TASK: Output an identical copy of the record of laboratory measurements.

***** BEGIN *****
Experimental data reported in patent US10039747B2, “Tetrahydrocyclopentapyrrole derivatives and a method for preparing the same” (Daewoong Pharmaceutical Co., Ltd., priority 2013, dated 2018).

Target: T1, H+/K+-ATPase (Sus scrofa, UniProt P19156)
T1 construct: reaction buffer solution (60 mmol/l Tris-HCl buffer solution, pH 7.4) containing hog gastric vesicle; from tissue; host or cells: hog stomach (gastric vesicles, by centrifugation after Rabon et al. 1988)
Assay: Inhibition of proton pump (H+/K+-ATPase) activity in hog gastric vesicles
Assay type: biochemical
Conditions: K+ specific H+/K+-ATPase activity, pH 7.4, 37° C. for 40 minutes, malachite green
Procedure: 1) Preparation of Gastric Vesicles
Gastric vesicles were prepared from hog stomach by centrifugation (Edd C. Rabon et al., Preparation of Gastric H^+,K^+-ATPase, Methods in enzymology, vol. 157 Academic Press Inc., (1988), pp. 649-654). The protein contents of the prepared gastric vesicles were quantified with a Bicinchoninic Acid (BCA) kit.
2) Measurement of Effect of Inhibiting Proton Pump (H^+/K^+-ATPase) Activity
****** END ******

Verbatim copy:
Experimental data reported in patent US10039747B2, “Tetrahydrocyclopentapyrrole derivatives and a method for preparing the same” (Daewoong Pharmaceutical Co., Ltd., priority 2013, dated 2018).

Target: T1, H+/K+-ATPase (Sus scrofa, UniProt P19156)
T1 construct: reaction buffer solution (60 mmol/l Tris-HCl buffer solution, pH 7.4) containing hog gastric vesicle; from tissue; host or cells: hog stomach (gastric vesicles, by centrifugation after Rabon et al. 1988)
Assay: Inhibition of proton pump (H+/K+-ATPase) activity in hog gastric vesicles
Assay type: biochemical
Conditions: K+ specific H+/K+-ATPase activity, pH 7.4, 37° C. for 40 minutes, malachite green
Procedure: 1) Preparation of Gastric Vesicles
Gastric vesicles were prepared from hog stomach by centrifugation (Edd C. Rabon et al., Preparation of Gastric H^+,K^+-ATPase, Methods in enzymology, vol. 157 Academic Press Inc., (1988), pp. 649-654). The protein contents of the prepared gastric vesicles were quantified with a Bicinchoninic Acid (BCA) kit.
2) Measurement of Effect of Inhibiting Proton Pump (H^+/K^+-ATPase) Activity